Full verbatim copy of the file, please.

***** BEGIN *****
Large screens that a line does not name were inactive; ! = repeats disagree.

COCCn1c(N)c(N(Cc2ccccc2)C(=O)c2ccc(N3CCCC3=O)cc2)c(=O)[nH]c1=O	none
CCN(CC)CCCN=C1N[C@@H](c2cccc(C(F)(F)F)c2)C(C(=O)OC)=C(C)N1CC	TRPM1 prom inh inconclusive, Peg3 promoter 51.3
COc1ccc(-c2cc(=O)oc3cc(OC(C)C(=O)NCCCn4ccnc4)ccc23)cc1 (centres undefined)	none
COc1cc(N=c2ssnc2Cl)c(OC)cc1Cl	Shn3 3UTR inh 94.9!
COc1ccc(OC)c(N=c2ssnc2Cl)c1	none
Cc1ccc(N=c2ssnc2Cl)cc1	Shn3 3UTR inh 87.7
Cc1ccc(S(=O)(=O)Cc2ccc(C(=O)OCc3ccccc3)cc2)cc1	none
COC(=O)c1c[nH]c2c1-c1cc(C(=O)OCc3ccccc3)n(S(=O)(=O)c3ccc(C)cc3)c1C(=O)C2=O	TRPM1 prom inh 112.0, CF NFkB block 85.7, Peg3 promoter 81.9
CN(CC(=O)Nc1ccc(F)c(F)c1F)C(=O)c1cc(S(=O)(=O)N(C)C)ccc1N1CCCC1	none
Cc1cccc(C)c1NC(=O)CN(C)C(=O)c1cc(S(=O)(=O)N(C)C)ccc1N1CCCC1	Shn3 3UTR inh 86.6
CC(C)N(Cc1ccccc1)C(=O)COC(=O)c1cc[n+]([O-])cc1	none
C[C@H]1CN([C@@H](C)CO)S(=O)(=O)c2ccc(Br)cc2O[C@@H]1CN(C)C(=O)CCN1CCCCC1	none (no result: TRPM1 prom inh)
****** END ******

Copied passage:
Large screens that a line does not name were inactive; ! = repeats disagree.

COCCn1c(N)c(N(Cc2ccccc2)C(=O)c2ccc(N3CCCC3=O)cc2)c(=O)[nH]c1=O	none
CCN(CC)CCCN=C1N[C@@H](c2cccc(C(F)(F)F)c2)C(C(=O)OC)=C(C)N1CC	TRPM1 prom inh inconclusive, Peg3 promoter 51.3
COc1ccc(-c2cc(=O)oc3cc(OC(C)C(=O)NCCCn4ccnc4)ccc23)cc1 (centres undefined)	none
COc1cc(N=c2ssnc2Cl)c(OC)cc1Cl	Shn3 3UTR inh 94.9!
COc1ccc(OC)c(N=c2ssnc2Cl)c1	none
Cc1ccc(N=c2ssnc2Cl)cc1	Shn3 3UTR inh 87.7
Cc1ccc(S(=O)(=O)Cc2ccc(C(=O)OCc3ccccc3)cc2)cc1	none
COC(=O)c1c[nH]c2c1-c1cc(C(=O)OCc3ccccc3)n(S(=O)(=O)c3ccc(C)cc3)c1C(=O)C2=O	TRPM1 prom inh 112.0, CF NFkB block 85.7, Peg3 promoter 81.9
CN(CC(=O)Nc1ccc(F)c(F)c1F)C(=O)c1cc(S(=O)(=O)N(C)C)ccc1N1CCCC1	none
Cc1cccc(C)c1NC(=O)CN(C)C(=O)c1cc(S(=O)(=O)N(C)C)ccc1N1CCCC1	Shn3 3UTR inh 86.6
CC(C)N(Cc1ccccc1)C(=O)COC(=O)c1cc[n+]([O-])cc1	none
C[C@H]1CN([C@@H](C)CO)S(=O)(=O)c2ccc(Br)cc2O[C@@H]1CN(C)C(=O)CCN1CCCCC1	none (no result: TRPM1 prom inh)